Blockchain: How it works


Blockchain: How it works

Blockchain allows for the secure management of a shared ledger, where transactions are verified and stored on a network without a governing central authority. Blockchains can come in different configurations, ranging from public, open-source networks to private blockchains that require explicit permissions to read or write.

1. Transaction

Two  parties  exchange  data; this  could r epresent  money, contracts, deeds, medical  records, customer details, or  any other asset that can be described in digital form.

2. Verification

Depending  on  the  network’s parameters, the  transaction is either verified  instantly  or  transcribed   into  a  secured  record and  placed in a queue  of  pending transactions. In  this  case, nodes—the computers or servers in the network—determine if the transactions are valid based on a set of rules the network has agreed to.

3. Structure

Each block is identified by a hash, a 256-bit number, created using an algorithm agreed upon by the network. A block contains a header, a reference to the previous block’s hash, and a group of transactions. The sequence of linked hashes creates a secure, interdependent chain.

4. Validation

Blocks must first be validated to be added to the blockchain. The most accepted form of validation for open-source blockchains is proof of work—the solution to a mathematical puzzle derived from the block’s header.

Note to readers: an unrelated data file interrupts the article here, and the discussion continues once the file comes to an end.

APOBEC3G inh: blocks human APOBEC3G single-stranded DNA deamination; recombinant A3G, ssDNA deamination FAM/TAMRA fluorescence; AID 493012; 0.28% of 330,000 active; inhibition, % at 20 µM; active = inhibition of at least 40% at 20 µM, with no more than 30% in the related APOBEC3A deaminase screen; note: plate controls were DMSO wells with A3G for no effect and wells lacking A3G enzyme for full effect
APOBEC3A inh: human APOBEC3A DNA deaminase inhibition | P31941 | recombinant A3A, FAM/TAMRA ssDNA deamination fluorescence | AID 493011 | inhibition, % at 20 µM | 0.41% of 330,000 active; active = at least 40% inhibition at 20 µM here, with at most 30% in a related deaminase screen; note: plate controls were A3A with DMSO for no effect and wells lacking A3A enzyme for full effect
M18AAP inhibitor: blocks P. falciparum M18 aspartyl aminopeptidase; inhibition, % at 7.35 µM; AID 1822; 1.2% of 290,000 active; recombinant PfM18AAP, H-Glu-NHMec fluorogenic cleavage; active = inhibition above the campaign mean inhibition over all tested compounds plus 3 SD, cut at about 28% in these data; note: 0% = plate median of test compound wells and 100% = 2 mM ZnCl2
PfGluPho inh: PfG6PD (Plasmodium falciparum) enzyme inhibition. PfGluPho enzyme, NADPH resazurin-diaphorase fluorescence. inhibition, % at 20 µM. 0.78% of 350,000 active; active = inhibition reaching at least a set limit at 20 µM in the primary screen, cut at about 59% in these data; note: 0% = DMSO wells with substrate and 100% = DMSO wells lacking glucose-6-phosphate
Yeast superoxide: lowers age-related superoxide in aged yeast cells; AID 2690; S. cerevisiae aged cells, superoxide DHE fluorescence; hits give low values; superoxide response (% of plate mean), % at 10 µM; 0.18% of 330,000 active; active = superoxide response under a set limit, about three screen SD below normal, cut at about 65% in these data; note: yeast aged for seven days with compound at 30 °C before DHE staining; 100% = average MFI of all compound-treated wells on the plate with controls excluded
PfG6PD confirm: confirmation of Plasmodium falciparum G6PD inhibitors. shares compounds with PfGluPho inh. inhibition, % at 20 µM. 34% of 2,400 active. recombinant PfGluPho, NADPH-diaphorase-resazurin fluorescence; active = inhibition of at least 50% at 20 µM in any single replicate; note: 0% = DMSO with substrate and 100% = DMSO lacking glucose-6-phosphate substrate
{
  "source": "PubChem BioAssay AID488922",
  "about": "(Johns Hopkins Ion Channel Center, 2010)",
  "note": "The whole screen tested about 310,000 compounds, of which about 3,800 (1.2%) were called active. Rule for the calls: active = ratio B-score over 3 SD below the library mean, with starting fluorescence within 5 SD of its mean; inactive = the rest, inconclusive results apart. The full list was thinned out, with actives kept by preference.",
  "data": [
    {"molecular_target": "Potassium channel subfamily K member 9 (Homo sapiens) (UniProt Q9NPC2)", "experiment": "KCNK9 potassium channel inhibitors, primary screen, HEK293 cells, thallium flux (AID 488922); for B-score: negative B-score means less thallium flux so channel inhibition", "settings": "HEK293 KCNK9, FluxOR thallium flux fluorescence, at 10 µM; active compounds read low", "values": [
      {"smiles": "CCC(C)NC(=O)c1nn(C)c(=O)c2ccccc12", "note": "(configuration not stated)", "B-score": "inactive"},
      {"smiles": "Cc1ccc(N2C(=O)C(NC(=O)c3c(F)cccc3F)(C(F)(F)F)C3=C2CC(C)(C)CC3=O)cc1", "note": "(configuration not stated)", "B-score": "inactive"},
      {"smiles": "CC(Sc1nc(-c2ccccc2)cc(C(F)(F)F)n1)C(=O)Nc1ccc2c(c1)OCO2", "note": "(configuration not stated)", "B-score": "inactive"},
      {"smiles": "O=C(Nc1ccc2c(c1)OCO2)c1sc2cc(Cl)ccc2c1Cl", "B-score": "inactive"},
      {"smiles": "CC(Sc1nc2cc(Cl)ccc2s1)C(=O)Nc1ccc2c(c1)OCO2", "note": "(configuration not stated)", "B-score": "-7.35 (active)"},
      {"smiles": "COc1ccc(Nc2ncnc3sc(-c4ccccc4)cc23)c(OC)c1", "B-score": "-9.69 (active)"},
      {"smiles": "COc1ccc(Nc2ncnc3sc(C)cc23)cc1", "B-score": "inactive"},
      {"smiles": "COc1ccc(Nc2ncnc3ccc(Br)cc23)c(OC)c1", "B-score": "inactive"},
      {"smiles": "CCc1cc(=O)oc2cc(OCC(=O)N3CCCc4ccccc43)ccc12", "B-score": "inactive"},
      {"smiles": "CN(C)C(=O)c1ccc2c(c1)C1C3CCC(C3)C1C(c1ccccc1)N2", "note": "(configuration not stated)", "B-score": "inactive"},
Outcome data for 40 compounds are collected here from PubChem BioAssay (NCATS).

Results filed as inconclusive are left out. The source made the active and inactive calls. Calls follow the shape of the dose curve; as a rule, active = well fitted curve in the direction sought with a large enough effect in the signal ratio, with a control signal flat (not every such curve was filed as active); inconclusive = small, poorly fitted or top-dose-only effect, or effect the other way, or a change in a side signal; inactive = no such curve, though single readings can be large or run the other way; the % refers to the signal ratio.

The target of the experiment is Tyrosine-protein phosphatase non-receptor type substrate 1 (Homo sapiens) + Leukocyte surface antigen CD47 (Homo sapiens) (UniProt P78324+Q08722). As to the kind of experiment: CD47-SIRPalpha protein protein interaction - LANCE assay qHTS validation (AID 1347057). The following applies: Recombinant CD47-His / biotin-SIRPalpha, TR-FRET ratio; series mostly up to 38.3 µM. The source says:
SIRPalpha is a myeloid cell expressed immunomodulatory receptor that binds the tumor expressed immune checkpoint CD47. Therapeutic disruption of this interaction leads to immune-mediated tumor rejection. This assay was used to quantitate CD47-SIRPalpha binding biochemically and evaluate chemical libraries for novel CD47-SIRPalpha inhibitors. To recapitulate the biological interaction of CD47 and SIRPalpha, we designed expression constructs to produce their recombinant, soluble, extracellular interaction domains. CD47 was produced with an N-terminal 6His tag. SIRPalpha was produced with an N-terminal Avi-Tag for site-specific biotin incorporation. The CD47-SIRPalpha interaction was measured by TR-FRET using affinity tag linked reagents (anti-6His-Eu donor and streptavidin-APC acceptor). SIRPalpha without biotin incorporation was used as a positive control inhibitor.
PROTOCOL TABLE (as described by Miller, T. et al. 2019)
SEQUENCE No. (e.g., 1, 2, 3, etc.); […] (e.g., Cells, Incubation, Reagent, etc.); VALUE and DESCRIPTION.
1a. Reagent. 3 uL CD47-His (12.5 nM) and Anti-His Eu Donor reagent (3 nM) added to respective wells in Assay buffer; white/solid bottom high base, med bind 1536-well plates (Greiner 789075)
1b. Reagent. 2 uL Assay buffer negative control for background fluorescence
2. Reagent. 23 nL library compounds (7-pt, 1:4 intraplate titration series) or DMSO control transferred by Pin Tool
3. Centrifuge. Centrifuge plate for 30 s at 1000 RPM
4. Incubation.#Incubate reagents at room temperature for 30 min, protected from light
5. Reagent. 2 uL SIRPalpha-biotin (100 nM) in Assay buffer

5. Blockchain mining

Miners try to “solve” the block by making incremental changes to one variable until the solution satisfies a network-wide target. This is called “proof of work” because correct answers cannot be falsified; potential solutions must prove the appropriate level of computing power was drained in solving.

6. Built-in defense

If a malicious miner tries to submit an altered block to the chain, the hash function of that block, and all following blocks, would change. The other nodes would detect these changes and reject the block from the majority chain, preventing corruption.

7. The chain

When a block is validated, the miners that solved the puzzle are rewarded and the block is distributed through the network. Each node adds the block to the majority chain, the network’s immutable and auditable blockchain.


Christopher Armitage

Christopher Armitage

Managing Partner, Consulting

Prior to new appointment, Christopher led Consulting Practice for the Caspian Region. With almost 20 years in the Consulting Industry, he has undertaken a wide range of engagements covering strategy, ... More